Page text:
A reminder that you don’t need to tackle tough times alone.
“I will love the light for it shows me the way. Yet I will endure the darkness for it shows me the stars.” -Og Mandino
We quickly judge others on the answers they provide.
We vote for politicians because of the answers they give during debates, the zingers they fire at their opponents and the pithy posts they make on social media. We follow thought leaders because of the brilliant answers they provide to the questions we have. And organizationally, we assign the title of leader to those who have all the answers.
And yet, a more nuanced and beneficial approach shouldn’t be simply in judging the answers they give, but instead the questions they ask. People often reveal themselves in the humility of the questions they ask or the unwillingness to ask them in the first place. An encounter with a young man reminded me of this truth.
My favorite aspect of speaking with audiences is always the opportunity to visit individually afterwards. A community event provided such a chance with more than 800 gathered and many of them sticking around at the conclusion to have books signed and personal stories shared. Throughout the book signing, though, I noticed a young man waiting off to the side.
As the room emptied, he eventually approached and asked if we could talk for a moment.
We walked from the atrium where others still lingered to a quiet area and sat down in the theater.
He told me how moved he was during the presentation. He shared that he was new to the area and struggling in school. High school was hard and making friends wasn’t easy. His eyes watered as he spoke.
Then he asked a telling question: “John, were there ever days when you regretted living through the fire; or days after when you wondered if you’d be better off dead?”
I told him honestly that there were many difficult days that I struggled mightily. Five long months in the hospital, losing my fingers to amputation, lots of difficulties in school, challenges in dating and struggles professionally. Even today, as good as life is, many days are hard.
I shared that although I wouldn’t have chosen any of the challenges, looking back on them it’s so clear to me now that through them my character was forged, my faith was tested and a drive to live fully was stoked.
I asked him about what he’s going through.
We discussed his family, his struggles, his school and his life. It was an honest, painful and beautifully open conversation. We exchanged information to stay connected and at the end, as we got ready to step back into crowds and life, I asked what he was thinking now.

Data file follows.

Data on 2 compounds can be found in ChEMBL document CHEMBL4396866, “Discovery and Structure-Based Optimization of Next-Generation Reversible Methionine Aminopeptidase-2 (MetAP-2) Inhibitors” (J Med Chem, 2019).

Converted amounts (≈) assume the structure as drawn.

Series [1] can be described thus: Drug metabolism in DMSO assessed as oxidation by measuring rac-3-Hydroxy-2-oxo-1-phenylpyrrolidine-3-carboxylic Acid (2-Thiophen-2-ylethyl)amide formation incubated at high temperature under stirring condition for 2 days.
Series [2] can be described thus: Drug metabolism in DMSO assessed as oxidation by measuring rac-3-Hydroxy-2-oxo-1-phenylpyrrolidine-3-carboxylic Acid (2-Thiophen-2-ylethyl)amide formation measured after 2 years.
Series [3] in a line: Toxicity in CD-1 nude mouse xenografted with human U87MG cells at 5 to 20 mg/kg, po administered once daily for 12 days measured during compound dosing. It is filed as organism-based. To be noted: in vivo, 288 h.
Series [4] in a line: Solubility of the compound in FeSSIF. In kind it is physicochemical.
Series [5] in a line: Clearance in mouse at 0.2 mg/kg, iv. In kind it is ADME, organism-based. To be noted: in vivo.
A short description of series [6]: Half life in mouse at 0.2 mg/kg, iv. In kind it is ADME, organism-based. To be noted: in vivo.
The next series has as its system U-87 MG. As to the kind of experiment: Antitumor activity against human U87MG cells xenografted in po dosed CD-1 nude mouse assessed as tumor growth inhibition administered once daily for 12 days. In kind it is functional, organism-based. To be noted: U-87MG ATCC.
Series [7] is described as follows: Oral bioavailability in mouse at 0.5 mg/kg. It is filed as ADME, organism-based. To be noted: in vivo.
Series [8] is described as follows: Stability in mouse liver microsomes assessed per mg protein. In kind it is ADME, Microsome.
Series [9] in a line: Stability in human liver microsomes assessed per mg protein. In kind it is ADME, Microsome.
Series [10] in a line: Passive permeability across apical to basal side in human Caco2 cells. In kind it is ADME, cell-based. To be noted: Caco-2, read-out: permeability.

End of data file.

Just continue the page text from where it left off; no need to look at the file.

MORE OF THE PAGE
He took a deep breath, looked up at the ceiling, then back at me, before responding, “Today is the first day of the rest of my life. I want to live.”
The young man then committed to talking to his school counselor, being honest with his family and even gave me permission to share the conversation with his principal.
The fight, in other words, was no longer just his. The despair of today was no longer greater than the hope for tomorrow. And the darkness no longer more powerful than the light.
My friend, we all go through dark times. The good news is that your life matters, the foundation remains firm, better days are ahead and you are not alone. These aren’t platitudes, but transformational truth.
You see, light is awesome. It shows us the way. It provides clarity.
And yet, it is in enduring the darkness that permits us to actually see the stars and more fully appreciate the light.
This is your day. Live Inspired.
10 replies on “What Can You See in the Dark?”
So happy that you took the time to visit with this young man and he had the courage to talk to you. Prayers that he continues to move forward.
John, You are such a blessing; so grateful for your recorded talks. I struggle so much, you help me recall, life is good. Working on gratitude this year. I just wanted to give you a virtual hug, and say thanks for taking the time, for this young man. I cannot help but feel, you saved his life, today.
Wow John. This one brought tears to my eyes. How many kids like this young man are out there but has no one to throw them a life line. Your impact matters to so many people but after reading this II’d venture to say you don’t care so much about the size of the crowd. What DOES matter is the “one.” This one young man who was desperate enough to approach you and you cared enough to respond. Now THAT matters. Thank you for this powerful reminder John. (And say hi to my son next time you see him. That guy…he matters ALOT to me.)
my thoughts exactly
“The despair of today was no longer greater than the hope for tomorrow. And the darkness no longer more powerful than the light.” – Powerful words!
John, a wonderful exchange thanks for sharing it with the rest of us. May the new light bring this young man out to see the wonderful day.
The last three lines are the best of life advice. Heart hurts for this young man and so happy he found you to help him find himself
Great inspiring writings of the true trials of reality in life. God bless you my brother, keep doing God’s plan He has for your life.
Your emails are the best things I read all week! You make such a difference in the world. My husband and son both went to DeSmet and got to hear you speak at a father/son event one year. What a privilege and a gift that must’ve been for both of them to hear your message in person! Thank you for all that you do for countless people everywhere! You are an inspiration, a true man of faith and an example to all of us!
Sounds like a real blessing that you and this young man met. I sure wish you would come to Missoula, MT!